Juneteenth and the “End of Slavery in the US”: What’s in a Date?

Juneteenth is nearly here. June 19th was made a national holiday in the United States on June 17th, 2021 when President Joseph Biden signed the Juneteenth National Independence Day Act into law. It was the day that slavery was ended in Texas, the most remote state in the Confederacy. And it’s now widely considered that June 19th, 1865, was the day that slavery officially ended in the United States.

It’s entirely appropriate to celebrate Juneteenth and the Buzzkill Institute has heartily endorsed it for years. But, as you know, history is so much more complicated than is usually thought. So this episode is dedicated to explaining what Juneteenth was and what actually happened, and to show how difficult it is to pin down an exact and specific date for the ending of slavery in the United States.

But it’s also dedicated to the idea that we should have multiple celebrations of the ending of slavery in the United States, and especially within the individual states. And celebrations about the ending of slavery in lots of parts of the world where it has ended. I’ll get back to that near the end of the show.

Juneteeth: What Happened

As most of you know, President Abraham Lincoln’s Emancipation Proclamation came into effect on January 1, 1863. I’ll explain more about the details in a minute, but for now it’s important to remember two things. First, it only freed slaves in states that were in rebellion against the United States. Those states made up the Confederacy. Second, enforcing the Emancipation Proclamation was very difficult and really only happened as the United States Army defeated Confederate forces and occupied Confederate states.

By June 1865, the American Army was in control of the further reaches of the western Confederacy. The Confederacy’s Army of the Trans-Mississippi (which included Texas rebels) officially surrendered on June 2nd. On June 19th, Union General Gordon Granger announced the enforcement of the Emancipation Proclamation in Texas by issuing his General Order #3 on that day. Here is what the Order said. Listen carefully to the specific language used in the order.

Galveston Texas June 19th 1865. 
General Orders

No. 3.

The people of Texas are informed that, in accordance with a proclamation from the Executive of the United States, all slaves are free. This involves an absolute equality of personal rights and rights of property between former masters and slaves, and the connection heretofore existing between them becomes that between employer and hired labor.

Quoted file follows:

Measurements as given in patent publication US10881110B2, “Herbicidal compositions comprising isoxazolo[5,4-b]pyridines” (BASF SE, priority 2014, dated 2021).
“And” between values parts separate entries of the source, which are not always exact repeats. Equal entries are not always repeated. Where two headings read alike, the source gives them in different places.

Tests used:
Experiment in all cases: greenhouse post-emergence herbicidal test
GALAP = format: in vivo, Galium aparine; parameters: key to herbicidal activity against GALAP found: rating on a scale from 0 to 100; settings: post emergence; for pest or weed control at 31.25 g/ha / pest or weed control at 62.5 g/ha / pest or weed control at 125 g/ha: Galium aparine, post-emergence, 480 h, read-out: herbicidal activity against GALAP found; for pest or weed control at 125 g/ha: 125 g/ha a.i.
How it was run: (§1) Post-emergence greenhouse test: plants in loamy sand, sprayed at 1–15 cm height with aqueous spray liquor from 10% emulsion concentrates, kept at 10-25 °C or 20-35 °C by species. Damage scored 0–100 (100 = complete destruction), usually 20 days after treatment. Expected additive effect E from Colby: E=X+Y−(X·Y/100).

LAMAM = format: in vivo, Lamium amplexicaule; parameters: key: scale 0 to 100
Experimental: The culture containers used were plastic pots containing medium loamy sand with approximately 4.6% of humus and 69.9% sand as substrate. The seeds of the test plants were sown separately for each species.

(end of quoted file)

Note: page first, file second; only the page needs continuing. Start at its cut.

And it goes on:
The freedmen are advised to remain quietly at their present homes and work for wages. They are informed that they will not be allowed to collect at military posts and that they will not be supported in idleness either there or elsewhere.

By order of Major General Granger

So the power of the US military moving down through the Confederacy and west out to Texas is what eventually ended slavery in those states in rebellion against the United States. That took two-and-a-half years from the signing of the Emancipation Proclamation. So June 19th, 1865 is a valid date to celebrate the end of slavery in Texas.

The Complexities of the Emancipation Proclamation

But I keep referring to the Emancipation Proclamation of 1863. As I just said, Lincoln’s Proclamation only referred to those states of the country that were in rebellion against the United States government. That meant the Confederate states. Four slave states remained loyal to the United States – Delaware, Maryland, Kentucky, and Missouri. They were “Union States.”

The Emancipation Proclamation did not affect them. So, from 1863 until the end of the war, the only thing that freed slaves in the Confederacy was the advance of the US Army. For two solid years, therefore, slaves in Missouri, Kentucky, Maryland, and Delaware remained enslaved. That is, until the passage and ratification of the 13th Amendment to the United States Constitution.

Still, most Americans have thought of slavery ending with the 1863 Emancipation Proclamation. I’ll give you a famous example. In response to violence against people trying to assert their civil rights in Alabama, President Kennedy spoke to the nation on television on the 11th of June 1963. At a key point in the speech, he said:

One hundred years of delay have passed since President Lincoln freed the slaves, yet their heirs, their grandsons, are not fully free. They are not yet freed from the bonds of injustice. They are not yet freed from social and economic oppression. And this Nation, for all its hopes and all its boasts, will not be fully free until all its citizens are free.